le division to the support of Loring and Bowen, at the bridge, leaving Baldwin's and Moore's brigades to protect your right. In consequence of this information, Brigadier-General Gregg was ordered not to attack the enemy until he was engaged at Edwards or the bridge, but to be ready to fall on his rear or flank at any moment, and to be particularly cautious not to allow himself to be flanked or taken in the rear. Thus, it will be seen that every measure had been taken to protect Edwards' Depoe abandoned. His letter concluded with the following remark: I greatly regret that I felt compelled to make the advance beyond Big Black, which has proved so disastrous in its results. It will be remembered that General Pemberton expected that Edwards' Depot would be the battle field before I reached Jackson. See his dispatch of the twelfth, already quoted, and that his army, before he received any orders from me, was seven or eight miles east of the Big Black, near Edwards' Depot. On Tue
ecedented coolness and daring. To mention the name of any particular officer or soldier as having distinguished himself for gallantry above his fellows, would be to do injustice; for the brigade, as a whole, has fully sustained its well-earned reputation, and given additional evidence of the disinterested devotion of Missourians to the cause of their country-showing, as heretofore, that they are always among the first in the breach, and the last to leave it. I am indebted to my Aids, Captain Edwards and Lieutenant Chesnut for the prompt and untiring energy with which they assisted me in the engagement. Major Monroe, my brigade Quartermaster, and Major Ruthven, my brigade Commissary, deserve great praise for the activity with which they discharged the duties of their respective departments. Chief Surgeon Bear, with the regimental surgeons and their assistants, were on the field, and, by their prompt professional attention to the wounded, saved many valuable lives. A report in det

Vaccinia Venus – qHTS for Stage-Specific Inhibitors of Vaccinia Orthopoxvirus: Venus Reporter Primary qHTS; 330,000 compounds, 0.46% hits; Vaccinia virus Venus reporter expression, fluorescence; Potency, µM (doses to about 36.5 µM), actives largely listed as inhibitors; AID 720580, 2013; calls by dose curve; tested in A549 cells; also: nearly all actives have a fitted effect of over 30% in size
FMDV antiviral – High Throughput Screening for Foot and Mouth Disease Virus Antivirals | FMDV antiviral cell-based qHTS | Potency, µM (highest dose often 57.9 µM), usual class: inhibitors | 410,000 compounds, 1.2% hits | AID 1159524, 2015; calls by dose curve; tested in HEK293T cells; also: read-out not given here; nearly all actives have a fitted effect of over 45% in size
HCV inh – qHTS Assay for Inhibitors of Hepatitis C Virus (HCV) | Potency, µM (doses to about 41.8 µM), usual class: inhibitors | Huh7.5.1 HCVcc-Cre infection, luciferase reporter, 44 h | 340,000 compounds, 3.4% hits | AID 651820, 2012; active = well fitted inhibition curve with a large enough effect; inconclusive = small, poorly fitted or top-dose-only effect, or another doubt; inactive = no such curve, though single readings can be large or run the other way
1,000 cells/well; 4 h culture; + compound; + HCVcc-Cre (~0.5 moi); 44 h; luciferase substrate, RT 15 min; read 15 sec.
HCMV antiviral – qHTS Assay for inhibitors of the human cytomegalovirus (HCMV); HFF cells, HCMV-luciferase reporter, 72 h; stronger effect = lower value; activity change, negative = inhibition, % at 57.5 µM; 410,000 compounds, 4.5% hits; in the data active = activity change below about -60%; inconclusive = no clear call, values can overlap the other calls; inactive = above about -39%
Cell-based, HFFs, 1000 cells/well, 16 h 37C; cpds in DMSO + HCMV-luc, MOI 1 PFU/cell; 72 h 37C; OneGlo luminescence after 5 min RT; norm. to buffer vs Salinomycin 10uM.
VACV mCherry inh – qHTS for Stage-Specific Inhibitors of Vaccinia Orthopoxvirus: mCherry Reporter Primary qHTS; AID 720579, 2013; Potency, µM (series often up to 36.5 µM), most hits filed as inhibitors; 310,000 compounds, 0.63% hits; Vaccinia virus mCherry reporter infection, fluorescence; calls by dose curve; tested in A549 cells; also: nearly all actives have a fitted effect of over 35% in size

ps were brought up and while those engaged retired. The Beaufort volunteer artillery fought with great courage, and their pieces were admirably served. Captain Stephen Elliott, whose name is identified with the history of the defence of this coast by many a daring exploit, behaved with his accustomed coolness, skill, and determination. Captain Trenholm, in command of the cavalry, again exhibited high qualities as a soldier on the same ground where he had won his first laurels. Captain Edwards, Company B, First battalion cavalry, showed good conduct in the command of his company. Lieutenant Walker, commanding the Rutledge Mounted Riflemen, displayed judgment and daring. His company were as steady as veterans, using their rifles with great precision and effect. When the battle was hottest I ordered Lieutenant Walker to take a squad of his men and assist the Beaufort artillery to remove one of their pieces further to the rear. This was most gallantly done under a severe
Fifth Kentucky volunteers, Colonel Hunt; Thirty-first Alabama volunteers, Colonel Edwards; Fourth Alabama battalion, Lieutenant-Colonel Snodgrass; Thirty-fifth Missubmitted, L. B. Smith, Colonel, commanding Fourth Brigade. Report of Colonel J. Edwards. headquarters Thirty-First Alabama regiment camp near Comite River, re ordered to fall back, they did so in perfect order. Very respectfully, J. Edwards, Colonel, commanding Thirty-first Alabama Regiment. Report of Major Toppounded and requested him to assign some one to the command of the brigade, Colonel Edwards, of the Thirty-first Alabama, having lost his horse, and expressing an unwhn Snodgrass. headquarters Fourth Alabama battalion, August 6, 1862. Colonel J. Edwards, commanding Second Brigade: Sir: I have the honor to make the followinnd seeing that our line, to the left, was not up on line with us, I placed Captain Edwards in command temporarily, until I went to the rear to see where to form the